American soccer culture needs to exist beyond a World Cup cycle


Siobhan Nolan, Staff

I don’t know about you, but I’ve been counting the days until September. After what happened in 2017, this redemption arc is a long time coming. Such a plethora of young talent will surely propel us further in this competition than we’ve gone in recent memory.

I’m, of course, talking about the upcoming qualifiers for the 2022 World Cup. The United States men’s national team didn’t qualify for the 2018 World Cup after a disastrous and heartbreaking loss to Trinidad & Tobago in 2017. At least, it was heartbreaking for American soccer fans — of which there are not as many as there should be.

When I say American soccer fans, I don’t mean people that are aware that the United States has a national team, could name a couple of players (bonus points if they can name players other than Landon Donovan or Clint Dempsey!), and will don something red, white and blue when the U.S. does appear in a World Cup. I mean genuine fans that follow the national team year-round, keep up with the American youngsters currently dominating Europe and are desperately trying to turn the United States into a legitimate soccer nation.

Soccer is the world’s sport. In many countries, it’s essentially the national religion. You have your club team and your national team, and those are the teams that you would die for. In a large majority of the world, the population eats, sleeps and breathes soccer.

So why is such an influential country like the United States so different?

It’s a strange situation. About 3 million American kids play soccer — which is the most of any country in the entire world. The United States (specifically MLS youth programs) is producing some of the most promising young talent in soccer right now — Christian Pulisic, Weston McKennie, Gio Reyna, Tyler Adams, Brenden Aaronson, etc. etc. The United States women’s national team is the best women’s soccer team in the world. Yet, Americans are more interested in watching football, basketball, baseball and hockey. If you’re even aware that your city has an MLS team (go Union!), you probably don’t follow them closely. The USMNT becomes a source of national pride every four years. It’s inconsistent, frustrating and frankly quite confusing.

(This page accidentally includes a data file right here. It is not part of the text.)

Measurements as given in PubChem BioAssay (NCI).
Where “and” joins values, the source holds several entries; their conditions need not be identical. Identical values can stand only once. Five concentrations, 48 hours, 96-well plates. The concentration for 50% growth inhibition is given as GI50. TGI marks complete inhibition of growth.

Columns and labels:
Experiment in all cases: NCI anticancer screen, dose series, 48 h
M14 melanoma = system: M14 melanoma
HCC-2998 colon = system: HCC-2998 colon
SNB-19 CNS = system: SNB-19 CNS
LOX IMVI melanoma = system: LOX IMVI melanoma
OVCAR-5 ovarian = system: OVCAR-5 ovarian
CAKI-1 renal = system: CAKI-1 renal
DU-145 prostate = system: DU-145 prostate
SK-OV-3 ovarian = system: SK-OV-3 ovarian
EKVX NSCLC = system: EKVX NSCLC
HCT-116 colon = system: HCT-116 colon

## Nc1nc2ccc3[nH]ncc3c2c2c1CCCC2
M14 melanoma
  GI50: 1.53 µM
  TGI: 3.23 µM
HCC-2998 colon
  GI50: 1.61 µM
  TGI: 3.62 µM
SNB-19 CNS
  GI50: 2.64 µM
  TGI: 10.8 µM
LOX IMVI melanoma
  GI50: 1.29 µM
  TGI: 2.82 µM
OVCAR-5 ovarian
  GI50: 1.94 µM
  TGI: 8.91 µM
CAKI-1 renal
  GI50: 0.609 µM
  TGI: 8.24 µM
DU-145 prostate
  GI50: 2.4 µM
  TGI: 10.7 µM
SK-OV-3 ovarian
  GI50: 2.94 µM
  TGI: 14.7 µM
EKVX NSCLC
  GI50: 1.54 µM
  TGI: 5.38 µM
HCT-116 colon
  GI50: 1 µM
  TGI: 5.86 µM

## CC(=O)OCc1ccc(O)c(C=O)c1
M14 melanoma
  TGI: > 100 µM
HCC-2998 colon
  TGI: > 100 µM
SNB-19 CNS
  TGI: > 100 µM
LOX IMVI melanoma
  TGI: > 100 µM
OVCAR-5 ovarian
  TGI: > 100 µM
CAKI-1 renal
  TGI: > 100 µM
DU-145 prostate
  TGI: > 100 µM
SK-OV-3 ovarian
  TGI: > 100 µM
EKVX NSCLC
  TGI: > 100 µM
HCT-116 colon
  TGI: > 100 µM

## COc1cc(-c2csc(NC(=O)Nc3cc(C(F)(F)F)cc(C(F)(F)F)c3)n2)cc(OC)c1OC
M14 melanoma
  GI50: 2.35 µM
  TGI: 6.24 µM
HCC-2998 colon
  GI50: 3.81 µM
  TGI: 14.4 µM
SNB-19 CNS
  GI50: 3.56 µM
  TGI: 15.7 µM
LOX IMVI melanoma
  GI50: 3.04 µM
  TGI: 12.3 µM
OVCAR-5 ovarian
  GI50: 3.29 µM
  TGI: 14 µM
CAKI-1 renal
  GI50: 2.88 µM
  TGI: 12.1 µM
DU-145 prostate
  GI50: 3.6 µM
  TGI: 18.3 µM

Francisco Seco/Associated Press

The U.S. women’s soccer team won the 2019 FIFA Women’s World Cup.

Kids in Europe and South America are kicking soccer balls the minute they can walk. They take training seriously, and will willingly move away from their home countries at as young as 14 years old in order to pursue a prosperous career in the sport. Their countries take immense pride in their national teams, and the unity that comes from a winning team is unmatched. Soccer is a sport that truly brings all kinds of people together, and is a true joy to watch. The creativity, the passion, the devotion that exists in soccer is life-changing. It’s something immeasurably beautiful that everyone should experience at some point in their lives. It’s not something I can fully and accurately articulate, but once you feel it, you want everyone else to experience it too. It really is that amazing.

So I challenge you, in preparation for the 2022 World Cup, learn more about your national team. Learn their names, their strengths, their weaknesses, their backstories. Watch the World Cup qualifiers, let yourself get sucked into the heat of the game and relish in the thrill of having your team qualify for the most coveted trophy in the game. Root for them when 2022 rolls around, and let yourself be devastated if they lose or overcome with joy if they win the whole thing. Allow yourself to fall totally and completely into the beautiful game.

It’s a lot more exhilarating than the Super Bowl, I promise.

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